Gothic Revival in West Middlesex, PA

Added to OHD on 2/18/20   -   Last OHD Update: 8/23/20   -   15 Comments
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3066 Main St, West Middlesex, PA 16159

Map: Street

  • $69,500
  • 3 Bed
  • 2.5 Bath
  • 1850 Sq Ft
  • 0.62 Ac.
This majestic lady is sure to capture the attention of those who love vintage details. If you've dreamt of restoring a historical home, this 3-4 bedroom, 3-bath home,located in West Middlesex is the perfect opportunity. The spacious light-filled living areas flow one into the other with striking oversized windows and a sweeping staircase. The kitchen and family room have been opened up and are just waiting for personal touches, combining modern details with victorian charm. A first-floor bonus space, with powder room is perfect for home office. The extensive yard will capture the imagination of gardeners, with barn stone, mature trees, and perennials dotting the landscape. 3066 Main Street, a property just waiting to be called home.
Contact Information
Karen Coulter, Keller Williams
(724) 520-8123
Links, Photos & Additional Info

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15 Comments on Gothic Revival in West Middlesex, PA

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  1. John ShifletJohn Shiflet says: 5426 comments
    OHD Supporter

    1897 Queen Anne Colonial
    Cadiz, OH

    Except for the one bright white painted mantel inside, I don’t see much to tie it back to its early Gothic Revival roots. The exterior still retains some Gothic Revival details so it would be up to a future owner to decide whether to try to recreate a Gothic Victorian flavored interior or not. Just down the street is this very popular early 1900’s “Dutch Colonial” plan book house https://goo.gl/maps/ZdFwPfxafRn2xRSW6 from the Grand Rapids firm of J.H. Daverman. In his ads, he claimed this was the most popular house design in America at the time and cited it being built over 800 times.

    4
    • MichaelMichael says: 2850 comments
      1979 That 70's show
      Otis Orchards, WA

      I’m glad they didn’t lose those glorious barge boards, though. Even if they went back to a more historically correct siding it would help.

      1
  2. doesnotsuckwavecable-comdoesnotsuckwavecable-com says: 130 comments
    PORT ORCHARD, WA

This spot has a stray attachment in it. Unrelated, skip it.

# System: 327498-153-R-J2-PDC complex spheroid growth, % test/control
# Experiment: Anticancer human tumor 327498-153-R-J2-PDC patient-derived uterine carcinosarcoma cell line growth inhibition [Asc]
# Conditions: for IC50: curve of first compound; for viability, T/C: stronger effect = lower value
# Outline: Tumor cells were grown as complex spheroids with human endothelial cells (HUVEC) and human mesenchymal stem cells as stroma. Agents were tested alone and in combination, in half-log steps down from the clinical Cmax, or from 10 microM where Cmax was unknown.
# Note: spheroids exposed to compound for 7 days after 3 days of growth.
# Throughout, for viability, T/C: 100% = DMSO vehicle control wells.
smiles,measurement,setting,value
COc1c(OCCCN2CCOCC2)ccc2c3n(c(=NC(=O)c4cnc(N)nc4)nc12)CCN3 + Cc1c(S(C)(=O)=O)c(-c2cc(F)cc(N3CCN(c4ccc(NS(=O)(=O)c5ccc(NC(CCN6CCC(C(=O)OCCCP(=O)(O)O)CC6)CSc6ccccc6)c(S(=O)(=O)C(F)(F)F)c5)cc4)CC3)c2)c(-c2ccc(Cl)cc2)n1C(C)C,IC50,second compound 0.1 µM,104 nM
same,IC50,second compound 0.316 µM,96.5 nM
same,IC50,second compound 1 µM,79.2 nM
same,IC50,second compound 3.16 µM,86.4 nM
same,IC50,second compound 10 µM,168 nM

I love this one! It’s close to perfect, and not too much to take on. (?)

    6
    • Lynn67Lynn67 says: 1 comments

      Hello everyone,this is my first time posting. This house is in my home town where I grew up. It had been vacant for quite some time. But last I saw it the kitchen was not gutted and the price was less. This is and was a beautiful house. I always admired it as I walked to school everyday. The neighborhood is very family friendly and it sits next to a church.I hope the new owners will love and take care of her .

      15
  3. BethanyBethany says: 3450 comments
    OHD Supporter

    1983 White elephant
    Escondido, CA

    I hope the right person buys this for restoration. It’s just lovely!

    6
  4. roxxxroxxx says: 522 comments
    OHD Supporter

    Looks like a winner. What fun to bring her back to life.

    5
  5. Barbara VBarbara V says: 1198 comments
    OHD Supporter

    1800 cottage
    Upstate, NY

    Interesting – this old listing seems to indicate that someone bought this house, ripped the kitchen out, and put it back on the market for $20,000 more:
    https://www.homepath.com/listing/3066-main-st-west-middlesex-pa-16159-46330801

    It’s a bit of a distance for me, but if I’d seen it then, I’d’ve been on the phone pretty quickly. Even now I’m pondering – it sure has a lot of charm, and the trees and picket fence give it a wonderful sense of privacy…

    2
  6. JimHJimH says: 5261 comments
    OHD Supporter

    The home of Horatio Nelson Warren (1839-1919), a merchant and postmaster. Warren was a local hero in the Civil War and was promoted to Colonel, a title he used the rest of his life. He and wife Mary Eberhart moved to Buffalo in the 1880’s where he became a large dealer in slate mantels.
    The house was on the village map in 1873 and likely was built just a few years before that.

    2
  7. BradGBradG says: 45 comments
    OHD Supporter

    1847 Georgian
    Melbourne, Australia,

    Any thoughts on whether the external cladding, which I’m guessing is timber milled to look like rusticated stonework, is original?

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